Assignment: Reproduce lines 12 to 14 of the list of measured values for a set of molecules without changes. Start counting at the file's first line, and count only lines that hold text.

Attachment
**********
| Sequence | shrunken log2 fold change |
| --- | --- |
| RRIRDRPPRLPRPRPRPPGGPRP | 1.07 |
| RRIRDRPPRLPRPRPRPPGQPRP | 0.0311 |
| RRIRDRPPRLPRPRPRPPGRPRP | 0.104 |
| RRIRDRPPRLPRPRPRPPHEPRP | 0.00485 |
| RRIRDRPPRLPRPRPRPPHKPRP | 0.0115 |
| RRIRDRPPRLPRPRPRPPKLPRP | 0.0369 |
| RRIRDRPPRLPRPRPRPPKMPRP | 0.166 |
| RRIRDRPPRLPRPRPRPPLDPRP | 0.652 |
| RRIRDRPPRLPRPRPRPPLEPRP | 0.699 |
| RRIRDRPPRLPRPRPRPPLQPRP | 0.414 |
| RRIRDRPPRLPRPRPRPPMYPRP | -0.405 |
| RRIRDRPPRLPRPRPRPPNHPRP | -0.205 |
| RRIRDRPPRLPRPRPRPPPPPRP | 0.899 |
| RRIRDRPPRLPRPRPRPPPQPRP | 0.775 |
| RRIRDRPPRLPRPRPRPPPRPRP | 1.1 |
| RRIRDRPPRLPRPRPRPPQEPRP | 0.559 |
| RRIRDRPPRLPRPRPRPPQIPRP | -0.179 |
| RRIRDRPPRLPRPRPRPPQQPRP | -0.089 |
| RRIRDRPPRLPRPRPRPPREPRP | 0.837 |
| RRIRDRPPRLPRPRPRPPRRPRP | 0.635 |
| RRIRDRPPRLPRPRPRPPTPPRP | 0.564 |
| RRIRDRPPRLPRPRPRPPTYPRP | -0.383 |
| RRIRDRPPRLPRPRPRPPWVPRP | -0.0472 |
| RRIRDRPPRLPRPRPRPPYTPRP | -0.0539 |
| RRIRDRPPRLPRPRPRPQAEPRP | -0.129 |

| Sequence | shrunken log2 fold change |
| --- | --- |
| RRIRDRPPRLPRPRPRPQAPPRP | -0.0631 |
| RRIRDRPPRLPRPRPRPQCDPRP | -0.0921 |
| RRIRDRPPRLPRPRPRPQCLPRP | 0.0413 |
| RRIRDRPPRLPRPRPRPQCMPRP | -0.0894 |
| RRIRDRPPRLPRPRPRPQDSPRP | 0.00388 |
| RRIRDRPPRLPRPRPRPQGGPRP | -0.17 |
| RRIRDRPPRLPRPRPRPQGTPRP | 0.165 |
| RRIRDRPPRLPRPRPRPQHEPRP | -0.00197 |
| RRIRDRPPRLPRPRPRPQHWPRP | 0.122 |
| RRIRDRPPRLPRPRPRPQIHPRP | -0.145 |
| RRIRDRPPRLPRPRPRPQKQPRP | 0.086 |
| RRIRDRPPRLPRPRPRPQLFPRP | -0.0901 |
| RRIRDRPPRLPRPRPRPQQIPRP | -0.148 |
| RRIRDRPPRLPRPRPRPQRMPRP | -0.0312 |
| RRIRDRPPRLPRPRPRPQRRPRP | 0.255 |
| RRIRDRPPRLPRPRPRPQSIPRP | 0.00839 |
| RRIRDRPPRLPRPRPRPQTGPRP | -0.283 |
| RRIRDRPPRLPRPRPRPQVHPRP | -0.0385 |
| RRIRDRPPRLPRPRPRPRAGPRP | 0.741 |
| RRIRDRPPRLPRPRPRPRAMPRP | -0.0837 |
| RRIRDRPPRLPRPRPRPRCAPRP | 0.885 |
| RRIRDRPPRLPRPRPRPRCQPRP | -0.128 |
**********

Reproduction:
| RRIRDRPPRLPRPRPRPPLQPRP | 0.414 |
| RRIRDRPPRLPRPRPRPPMYPRP | -0.405 |
| RRIRDRPPRLPRPRPRPPNHPRP | -0.205 |